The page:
Sunday, May 04, 2008

Trying Economic Times Ahead

The US is on the brink of recession. This will affect the NHL. Many teams should see their revenue begin to drop as less people are able to afford to attend games. With the current CBA that links the salary cap to revenues this could lead to a decline in the salary cap (or at least significant slowing in its rate of increase). This could leave teams with large longterm contracts at a significant disadvantage. They will not have the financial ability to add the necessary free agents to their payroll. This should hurt players with increased escrow payments.

One team that is claiming poverty is the Los Angeles Kings. They claim to be losing more money now than they were before the lockout. This claim is hard to believe, but it is likely that a 29th place team is not making as much money as they would like. They are using these claims to justify a ticket price increase. That is a move that might not be beneficial. It is very possible that an increase in ticket prices will lead to a decrease in paid attendance and thus a drop in team revenues. The St Louis Blues found that they had to reduce ticket prices to increase revenue. Likely they won't be the only team in this position.

It is very reasonable to be skeptical of the Los Angeles Kings financial claims because they are owned by the Anshutz Entertainment Group, who own many arenas and stadiums worldwide. They have ample opportunity to redirect Kings related revenue into the arena and claim that the Kings are losing money while the arena is making a profit.

Nevertheless, the financial outlook is not good for some of the weaker non-traditional markets in the NHL. These markets could have a tough time surviving an extended recession. These markets could legitimately find themselves in financial trouble in the upcoming season or two.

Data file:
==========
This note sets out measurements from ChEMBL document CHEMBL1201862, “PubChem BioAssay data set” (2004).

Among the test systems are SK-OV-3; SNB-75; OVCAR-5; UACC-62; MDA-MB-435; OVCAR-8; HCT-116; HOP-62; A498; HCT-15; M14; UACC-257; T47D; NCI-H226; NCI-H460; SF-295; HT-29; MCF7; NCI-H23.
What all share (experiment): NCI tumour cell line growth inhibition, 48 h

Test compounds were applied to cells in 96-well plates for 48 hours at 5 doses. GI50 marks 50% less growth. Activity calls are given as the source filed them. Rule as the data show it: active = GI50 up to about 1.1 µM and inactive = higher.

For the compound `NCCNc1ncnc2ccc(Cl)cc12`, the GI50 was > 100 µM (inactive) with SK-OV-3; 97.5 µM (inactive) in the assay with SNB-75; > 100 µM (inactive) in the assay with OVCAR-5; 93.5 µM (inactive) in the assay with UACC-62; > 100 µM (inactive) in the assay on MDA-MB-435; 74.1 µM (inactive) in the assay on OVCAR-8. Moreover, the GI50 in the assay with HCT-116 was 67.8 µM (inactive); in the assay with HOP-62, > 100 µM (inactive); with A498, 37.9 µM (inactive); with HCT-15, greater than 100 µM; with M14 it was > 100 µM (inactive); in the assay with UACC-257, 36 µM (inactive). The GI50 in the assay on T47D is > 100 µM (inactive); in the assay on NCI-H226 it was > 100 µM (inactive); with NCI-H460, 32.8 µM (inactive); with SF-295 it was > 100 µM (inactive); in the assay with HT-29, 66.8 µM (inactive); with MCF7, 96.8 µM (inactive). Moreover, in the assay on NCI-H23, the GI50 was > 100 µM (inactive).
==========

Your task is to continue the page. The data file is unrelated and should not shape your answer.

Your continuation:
1) Tom Benjamin's blog did a nice job discussing this last Friday. A 'recession' or even the current slow down here in the states WILL have an effect. It remains to be seen if the impact is localized like it has in some markets like Detroit where Michigan has been in 'recession' for a decade, or if becomes a national problem.
2) If its the ladder then yes we could see a dip in inflation adjusted revenue and the cap become stagnant/flat. We don't foresee the cap going down any time soon. In fact its likely to go up (again) next season by 4-5 mil.
3) The only way we can see the salary cap going DOWN from one year to the next is with a significant loss of Canadian dollar value coupled with a very deep US/Canadian recession. None of those look likely at least in the short term. Recent economic trends actually have been mildly positive here in the states overall. As with everything, time will tell.
It is to late in the season for the current economic problems to affect the NHL bottomline this year. Clearly the salary cap will increase for next year. The question is 2009/10 - what happens then? If things stay slow or go into recession, it is reasonable to believe season ticket sales will be down, advertising will be down. If it stays slow into the playoffs next year and playoff revenue is down then there is no question that overall NHL revenue will be down and thus the salary cap for 2010 will be down. That is a bunch of ifs but it is not impossible and it could happen regardless of strength in Canada.
1) Its always a risky thing to try to predict economic conditions a year in advance, but its unlikely that we'll see a cap number decreasing in the current climate when Canadian franchise revenue accounts for between 30-40% of all income.
2) Its unlikely that we'll see a huge reductions in income from the bigger US markets. The smaller markets produce a relatively small % of NHL revenue. Also most TV contracts are already signed and that income is guaranteed Therefore the worst case scenario from current trends is a flattening of the cap from one season to the next, perhaps only going up a million or even staying static.
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